INDIANAPOLIS (WTHR) - Young boys are on their way to becoming young men, and it's all thanks to a club at Homecroft Elementary School called Project Perfect Gentlemen.
"PG members are held to a higher standard," said fifth grade teacher Patrick Blakley.
PG stands for Perfect Gentlemen.
"Project Perfect Gentlemen is like a club that can make you a better person," said fifth grader Xavier McQueen.
"My goal is to raise young gentlemen," said Blakley, who meets with the club members every other week.
Over the last six years at the school in Perry Township, more than 150 fourth and fifth grade boys have learned what it means to be a gentlemen.
"One of the biggest things we do is how to tie a tie," said Blakley. "It's kind of funny. I never knew how to tie a tie before I taught them, so it was one of those things we learned together."
Blakley said they also teach the boys proper dinner etiquette, how to iron, and how to make breakfast.
"And lastly, we talk about how to treat ladies," said Blakley.
"I open the door for any lady that I see is about to walk through the door," said fifth grader Collin Van Tassle.
This year, week one of Project Perfect Gentlemen fell on Sept. 11. As flags lined the hallways, all the students filed out of the building in silence. Because of Project Perfect Gentlemen, these boys know what the American flag stands for, and like gentlemen, they show respect, gratitude and grace.
"Respect it at all times and not to let it touch the ground on purpose," said McQueen.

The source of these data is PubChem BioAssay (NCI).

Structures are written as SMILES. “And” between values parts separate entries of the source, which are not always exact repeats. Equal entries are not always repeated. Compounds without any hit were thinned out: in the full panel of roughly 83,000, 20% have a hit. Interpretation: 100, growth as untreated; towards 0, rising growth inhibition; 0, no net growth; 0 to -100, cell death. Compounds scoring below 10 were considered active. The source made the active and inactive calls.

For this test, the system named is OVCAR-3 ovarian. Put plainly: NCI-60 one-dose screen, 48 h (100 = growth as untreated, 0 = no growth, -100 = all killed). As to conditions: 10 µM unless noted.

"We want these boys to be great members of our society and to be leaders," said Blakley. "I'm always excited to see what they're going to do in the future."
At the end of the year, club members get to go to the Columbia Club in Indianapolis for dinner to put all the skills they've learned to the test.
There's also a club at Homecroft Elementary School for the girls. It's called G.I.R.L.S, which stands for Growing Into Real Ladies, and is also in its sixth year. Fourth and fifth grade girls learn proper table manners, how to cook and how to finger knit a scarf. They give the scarves they make to homeless shelters.
Both clubs also learn the importance of giving back to the community. Each year, the boys and girls help with a food drive and go Christmas shopping for families in need.
The Protocol School of Indianapolis Beverly Randolph shares a list of manners you can work on with your kids:
- Playing well with others
- Taking turns listening and speaking
- Table manners
- Being gracious and a good sport
- Respecting others
- Boys should open doors for others
- Being a good guest
- Offering to help with dishes
- Handwritten "thank you" cards
- Respecting parents and other adults